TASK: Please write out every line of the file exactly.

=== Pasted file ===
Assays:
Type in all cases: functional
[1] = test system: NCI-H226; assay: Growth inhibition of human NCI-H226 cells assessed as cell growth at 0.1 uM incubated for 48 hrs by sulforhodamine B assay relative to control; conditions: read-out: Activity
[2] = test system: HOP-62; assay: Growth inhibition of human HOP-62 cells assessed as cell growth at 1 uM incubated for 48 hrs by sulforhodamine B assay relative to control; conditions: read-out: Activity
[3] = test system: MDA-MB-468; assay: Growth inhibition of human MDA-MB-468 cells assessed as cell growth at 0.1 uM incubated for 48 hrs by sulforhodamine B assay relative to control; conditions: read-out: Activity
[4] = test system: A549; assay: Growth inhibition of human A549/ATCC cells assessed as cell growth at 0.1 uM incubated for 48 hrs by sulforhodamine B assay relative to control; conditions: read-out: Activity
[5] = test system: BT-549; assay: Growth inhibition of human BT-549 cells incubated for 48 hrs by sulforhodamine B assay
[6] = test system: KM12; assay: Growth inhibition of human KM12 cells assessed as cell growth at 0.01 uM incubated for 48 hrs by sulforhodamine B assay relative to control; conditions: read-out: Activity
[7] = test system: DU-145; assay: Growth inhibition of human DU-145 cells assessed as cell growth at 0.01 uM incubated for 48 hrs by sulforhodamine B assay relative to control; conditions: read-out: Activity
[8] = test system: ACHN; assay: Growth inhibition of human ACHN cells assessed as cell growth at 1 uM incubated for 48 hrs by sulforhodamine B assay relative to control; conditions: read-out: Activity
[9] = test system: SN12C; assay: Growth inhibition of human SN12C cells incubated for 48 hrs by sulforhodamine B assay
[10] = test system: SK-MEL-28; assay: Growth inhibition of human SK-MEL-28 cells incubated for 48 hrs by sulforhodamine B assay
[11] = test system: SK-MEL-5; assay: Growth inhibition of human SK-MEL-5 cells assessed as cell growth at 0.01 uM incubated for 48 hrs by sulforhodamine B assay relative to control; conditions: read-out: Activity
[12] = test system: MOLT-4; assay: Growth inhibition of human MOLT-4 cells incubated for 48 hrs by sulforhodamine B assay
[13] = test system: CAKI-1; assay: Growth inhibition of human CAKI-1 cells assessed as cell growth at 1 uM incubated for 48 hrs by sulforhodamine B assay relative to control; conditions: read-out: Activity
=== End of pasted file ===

Assays:
Type in all cases: functional
[1] = test system: NCI-H226; assay: Growth inhibition of human NCI-H226 cells assessed as cell growth at 0.1 uM incubated for 48 hrs by sulforhodamine B assay relative to control; conditions: read-out: Activity
[2] = test system: HOP-62; assay: Growth inhibition of human HOP-62 cells assessed as cell growth at 1 uM incubated for 48 hrs by sulforhodamine B assay relative to control; conditions: read-out: Activity
[3] = test system: MDA-MB-468; assay: Growth inhibition of human MDA-MB-468 cells assessed as cell growth at 0.1 uM incubated for 48 hrs by sulforhodamine B assay relative to control; conditions: read-out: Activity
[4] = test system: A549; assay: Growth inhibition of human A549/ATCC cells assessed as cell growth at 0.1 uM incubated for 48 hrs by sulforhodamine B assay relative to control; conditions: read-out: Activity
[5] = test system: BT-549; assay: Growth inhibition of human BT-549 cells incubated for 48 hrs by sulforhodamine B assay
[6] = test system: KM12; assay: Growth inhibition of human KM12 cells assessed as cell growth at 0.01 uM incubated for 48 hrs by sulforhodamine B assay relative to control; conditions: read-out: Activity
[7] = test system: DU-145; assay: Growth inhibition of human DU-145 cells assessed as cell growth at 0.01 uM incubated for 48 hrs by sulforhodamine B assay relative to control; conditions: read-out: Activity
[8] = test system: ACHN; assay: Growth inhibition of human ACHN cells assessed as cell growth at 1 uM incubated for 48 hrs by sulforhodamine B assay relative to control; conditions: read-out: Activity
[9] = test system: SN12C; assay: Growth inhibition of human SN12C cells incubated for 48 hrs by sulforhodamine B assay
[10] = test system: SK-MEL-28; assay: Growth inhibition of human SK-MEL-28 cells incubated for 48 hrs by sulforhodamine B assay
[11] = test system: SK-MEL-5; assay: Growth inhibition of human SK-MEL-5 cells assessed as cell growth at 0.01 uM incubated for 48 hrs by sulforhodamine B assay relative to control; conditions: read-out: Activity
[12] = test system: MOLT-4; assay: Growth inhibition of human MOLT-4 cells incubated for 48 hrs by sulforhodamine B assay
[13] = test system: CAKI-1; assay: Growth inhibition of human CAKI-1 cells assessed as cell growth at 1 uM incubated for 48 hrs by sulforhodamine B assay relative to control; conditions: read-out: Activity